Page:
NASCAR should grant Larson the waiver, then rewrite the policy

The introduction of a waiver policy in 2014 was well-intentioned. However, the version the sport is operating under a decade later has flaws that need fixing.

NASCAR put the system in place when the playoff format was implemented. It was labeled a medical waiver or exception – a policy to keep drivers from racing while hurt because they needed the points. The language in the rule book stated that a driver must attempt to qualify for each race.

It didn’t take long for the “except in rare instances” (EIRI) clause to kick in, and NASCAR backed into a broad wall. NASCAR has since granted waivers for injuries, illness, mental health, suspensions, age, or returning the sport after over a year away to drive for a team that needed a driver.


Matt Kenseth was the latter. Kenseth had not driven a Cup Series car since 2018 when Chip Ganassi hired him in the spring of 2020 to drive the No. 42 car after Kyle Larson’s suspension.

Age waivers have been in the Craftsman Truck Series for drivers who missed the start of the season because they weren’t old enough to compete full-time. Josh Williams and Chase Elliott are the most recent drivers who have been given waivers for suspensions.

In 2014, Tony Stewart missed three races after the death of Kevin Ward Jr. in a sprint car race. It was the choice of Stewart – who was dealing with the grief from the incident – to not compete in three Cup Series races.

The injury waivers have been for drivers affected in NASCAR-sanctioned races and those outside of stock car racing. COVID-19 was considered an illness.

Larson is the latest driver looking for a waiver. Hendrick Motorsports made the request last week because Larson did not compete in the Coca-Cola 600. Instead, he was in Indianapolis and missed the start of the Cup Series race.

Per section of the NASCAR Rule Book, the language reads, “Unless otherwise authorized by NASCAR, driver(s) and Team Owner(s) must start all Championship Events of the current season to be eligible for The Playoffs. If a starting position was not earned, then the driver(s) and Team Owner(s) must have attempted to Qualify, at the discretion of the Series Managing Director, for the Race.”

There is no arguing Larson didn’t start the race at Charlotte Motor Speedway. But the argument around this waiver request has nothing to do with Larson, even if technically denying the waiver would make sense by letter of the law. Unfortunately, the precedent has been set, so he should be granted a waiver.

It would be bad publicity for NASCAR not to grant one. Not only because of the precedent but also because of all the publicity the sport received. NASCAR and the NTT IndyCar Series had a ton of eyeballs on their sport because of the hype around Larson’s double attempt.

Rain affected both parts of Larson’s attempt at the double, but NASCAR’s dithering over a waiver means it could also have knock-on effects on his championship hopes. Phillip Abbott/Motorsport Images

So, grant the waiver and move on. But it appears it’s not as simple as that since NASCAR is having serious discussions about the request and the waiting for a decision continues.

One can only hope this is because NASCAR understands the waiver system needs improvement. It’s not hyperbole to say there is a common refrain around the industry: NASCAR has never met a waiver it didn’t like. Even when it should.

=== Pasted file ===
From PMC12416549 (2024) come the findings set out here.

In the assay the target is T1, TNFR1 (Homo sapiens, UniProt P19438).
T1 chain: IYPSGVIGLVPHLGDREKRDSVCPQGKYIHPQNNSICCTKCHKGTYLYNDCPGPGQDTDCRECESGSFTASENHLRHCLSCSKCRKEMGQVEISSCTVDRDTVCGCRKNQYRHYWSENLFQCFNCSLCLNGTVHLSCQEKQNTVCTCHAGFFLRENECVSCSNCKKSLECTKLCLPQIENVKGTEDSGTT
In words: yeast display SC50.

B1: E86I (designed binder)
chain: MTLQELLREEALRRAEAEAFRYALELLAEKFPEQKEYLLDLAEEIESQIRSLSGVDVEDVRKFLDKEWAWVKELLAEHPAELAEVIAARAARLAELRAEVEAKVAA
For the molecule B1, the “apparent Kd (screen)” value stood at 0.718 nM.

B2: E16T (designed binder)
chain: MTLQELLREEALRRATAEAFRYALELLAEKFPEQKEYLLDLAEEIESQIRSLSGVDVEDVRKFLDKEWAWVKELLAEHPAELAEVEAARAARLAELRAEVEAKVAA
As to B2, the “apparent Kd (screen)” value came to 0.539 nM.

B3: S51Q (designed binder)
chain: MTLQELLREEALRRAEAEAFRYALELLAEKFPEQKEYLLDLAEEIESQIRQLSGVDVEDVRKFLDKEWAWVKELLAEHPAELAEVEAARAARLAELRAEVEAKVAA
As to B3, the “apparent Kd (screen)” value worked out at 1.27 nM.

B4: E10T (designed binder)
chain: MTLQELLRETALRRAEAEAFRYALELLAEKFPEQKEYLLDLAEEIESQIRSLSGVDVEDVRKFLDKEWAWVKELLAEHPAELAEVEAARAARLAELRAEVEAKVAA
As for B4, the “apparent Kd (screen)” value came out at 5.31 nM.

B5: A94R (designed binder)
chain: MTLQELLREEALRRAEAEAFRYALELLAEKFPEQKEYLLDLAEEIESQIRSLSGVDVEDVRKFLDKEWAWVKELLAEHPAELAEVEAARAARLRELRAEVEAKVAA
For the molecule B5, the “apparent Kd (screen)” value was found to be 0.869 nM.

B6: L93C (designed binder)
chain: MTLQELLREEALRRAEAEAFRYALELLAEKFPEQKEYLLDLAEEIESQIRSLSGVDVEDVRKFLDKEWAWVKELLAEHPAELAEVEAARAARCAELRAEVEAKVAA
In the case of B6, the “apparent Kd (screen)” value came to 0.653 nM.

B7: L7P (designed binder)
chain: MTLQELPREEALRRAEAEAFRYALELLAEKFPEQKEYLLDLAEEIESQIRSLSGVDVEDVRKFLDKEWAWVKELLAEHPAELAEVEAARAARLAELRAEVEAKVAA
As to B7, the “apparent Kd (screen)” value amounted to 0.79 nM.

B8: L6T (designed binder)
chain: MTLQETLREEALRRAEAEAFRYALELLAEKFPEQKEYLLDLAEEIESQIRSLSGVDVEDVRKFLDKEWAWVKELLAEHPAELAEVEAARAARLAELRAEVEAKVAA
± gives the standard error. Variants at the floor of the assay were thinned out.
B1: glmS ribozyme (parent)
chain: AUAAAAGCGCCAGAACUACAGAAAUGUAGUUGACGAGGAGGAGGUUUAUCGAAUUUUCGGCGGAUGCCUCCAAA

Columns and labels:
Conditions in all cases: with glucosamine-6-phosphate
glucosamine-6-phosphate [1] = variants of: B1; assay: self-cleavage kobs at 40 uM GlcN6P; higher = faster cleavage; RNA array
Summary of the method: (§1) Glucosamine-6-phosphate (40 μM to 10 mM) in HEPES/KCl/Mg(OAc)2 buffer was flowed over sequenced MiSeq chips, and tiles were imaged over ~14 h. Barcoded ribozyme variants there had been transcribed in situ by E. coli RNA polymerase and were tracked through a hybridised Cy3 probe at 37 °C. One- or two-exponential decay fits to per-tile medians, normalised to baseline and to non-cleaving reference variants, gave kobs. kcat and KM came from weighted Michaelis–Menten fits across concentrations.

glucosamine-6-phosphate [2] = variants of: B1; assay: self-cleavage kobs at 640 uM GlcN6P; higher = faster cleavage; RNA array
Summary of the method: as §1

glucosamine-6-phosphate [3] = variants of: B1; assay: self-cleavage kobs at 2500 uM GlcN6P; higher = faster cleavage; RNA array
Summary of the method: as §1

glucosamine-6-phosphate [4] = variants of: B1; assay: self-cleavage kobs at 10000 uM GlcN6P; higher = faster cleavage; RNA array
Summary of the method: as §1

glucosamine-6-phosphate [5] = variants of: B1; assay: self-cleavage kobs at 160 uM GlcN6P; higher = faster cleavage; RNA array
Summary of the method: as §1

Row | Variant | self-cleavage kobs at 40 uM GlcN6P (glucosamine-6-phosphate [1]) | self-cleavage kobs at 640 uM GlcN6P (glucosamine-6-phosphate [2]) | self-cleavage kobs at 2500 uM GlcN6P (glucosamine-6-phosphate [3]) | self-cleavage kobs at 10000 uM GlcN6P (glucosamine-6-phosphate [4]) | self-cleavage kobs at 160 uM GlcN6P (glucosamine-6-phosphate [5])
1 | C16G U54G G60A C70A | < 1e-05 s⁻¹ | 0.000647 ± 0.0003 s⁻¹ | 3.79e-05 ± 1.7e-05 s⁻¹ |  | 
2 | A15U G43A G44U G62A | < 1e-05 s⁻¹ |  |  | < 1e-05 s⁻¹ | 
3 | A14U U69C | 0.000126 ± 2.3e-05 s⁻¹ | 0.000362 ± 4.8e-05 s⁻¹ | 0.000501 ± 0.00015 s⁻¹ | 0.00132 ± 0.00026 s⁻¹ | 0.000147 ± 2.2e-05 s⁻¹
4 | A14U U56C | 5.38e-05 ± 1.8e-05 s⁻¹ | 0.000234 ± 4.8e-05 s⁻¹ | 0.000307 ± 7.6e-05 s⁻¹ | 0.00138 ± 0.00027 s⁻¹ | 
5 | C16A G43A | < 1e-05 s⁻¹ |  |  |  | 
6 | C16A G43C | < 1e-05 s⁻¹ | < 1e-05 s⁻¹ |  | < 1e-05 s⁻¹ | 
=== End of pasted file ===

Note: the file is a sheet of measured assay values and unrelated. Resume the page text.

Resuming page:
Certainly, there is a need for a policy to keep an injured driver from trying to get behind the wheel or hiding the fact that they aren’t in 100% health. If the language in the rule book is going to remain as it is about a driver needing to start every race, then reverting the policy to be solely for medical exceptions makes sense.

An injured or ill driver should remain playoff-eligible if they cannot compete. No one should want them trying to do so when they are clearly hindered.

All conversations stop there, though. If it’s not medical, it’s not a waiver conversation. There is no need for the system under its current evolution.

More often than not, waivers granted by NASCAR over the years weren’t even needed because the driver would be in the playoffs from performance. In this case, Larson is perfectly capable of making the playoffs without a waiver by sitting inside the top five in points after missing one race.

Simplicity is the answer. A championship-eligible driver should be one who competes full-time in a series. They will qualify for the postseason by winning a race or being in the top 16 in points.

No full-time teams or drivers are willingly skipping races. The loss of points, performance, violating contracts, and so on make that an illogical thought. Therefore, why need a waiver system unless for medical exceptions?

Over the years, too many questionable waivers have been granted to continue with the status quo. The suspensions are the best examples.

NASCAR suspends a driver because their actions are severe enough to warrant a penalty, but then grants the driver a waiver to remain playoff eligible. By the letter of the law, a driver “must start” all the races but not the one NASCAR doesn’t want you to because you’re in trouble. Don’t worry, though, you’re still allowed to compete for the championship.

It’s easy to see why there is debate, confusion, and frustration whenever a waiver request is made. The system needs to be more well-defined, and by going back to just a medical waiver, it would be. No more handouts – if a driver wants to compete for a championship, the performance should be what puts them there, whether they miss a race or not.

Welcome to your wake-up call, NASCAR. The path forward with limited damage is to grant Larson the waiver and then explain how things will be different going forward, because the time has come for needed rulebook revising.

Story originally appeared on Racer